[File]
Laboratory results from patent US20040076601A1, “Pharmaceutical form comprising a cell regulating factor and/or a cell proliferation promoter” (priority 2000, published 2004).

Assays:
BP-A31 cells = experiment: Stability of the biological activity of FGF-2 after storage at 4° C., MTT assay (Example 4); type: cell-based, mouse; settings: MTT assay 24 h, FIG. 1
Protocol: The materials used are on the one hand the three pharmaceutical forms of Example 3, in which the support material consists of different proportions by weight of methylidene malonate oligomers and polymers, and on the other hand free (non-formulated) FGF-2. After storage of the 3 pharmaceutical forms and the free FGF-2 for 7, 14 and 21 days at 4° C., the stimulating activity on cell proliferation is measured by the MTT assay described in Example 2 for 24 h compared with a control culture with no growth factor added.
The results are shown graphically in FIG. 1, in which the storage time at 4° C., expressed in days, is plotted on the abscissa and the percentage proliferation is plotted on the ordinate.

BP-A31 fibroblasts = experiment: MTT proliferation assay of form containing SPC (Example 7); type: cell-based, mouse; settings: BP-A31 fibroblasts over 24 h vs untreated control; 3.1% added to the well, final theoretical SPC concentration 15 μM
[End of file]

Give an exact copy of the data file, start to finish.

Laboratory results from patent US20040076601A1, “Pharmaceutical form comprising a cell regulating factor and/or a cell proliferation promoter” (priority 2000, published 2004).

Assays:
BP-A31 cells = experiment: Stability of the biological activity of FGF-2 after storage at 4° C., MTT assay (Example 4); type: cell-based, mouse; settings: MTT assay 24 h, FIG. 1
Protocol: The materials used are on the one hand the three pharmaceutical forms of Example 3, in which the support material consists of different proportions by weight of methylidene malonate oligomers and polymers, and on the other hand free (non-formulated) FGF-2. After storage of the 3 pharmaceutical forms and the free FGF-2 for 7, 14 and 21 days at 4° C., the stimulating activity on cell proliferation is measured by the MTT assay described in Example 2 for 24 h compared with a control culture with no growth factor added.
The results are shown graphically in FIG. 1, in which the storage time at 4° C., expressed in days, is plotted on the abscissa and the percentage proliferation is plotted on the ordinate.

BP-A31 fibroblasts = experiment: MTT proliferation assay of form containing SPC (Example 7); type: cell-based, mouse; settings: BP-A31 fibroblasts over 24 h vs untreated control; 3.1% added to the well, final theoretical SPC concentration 15 μM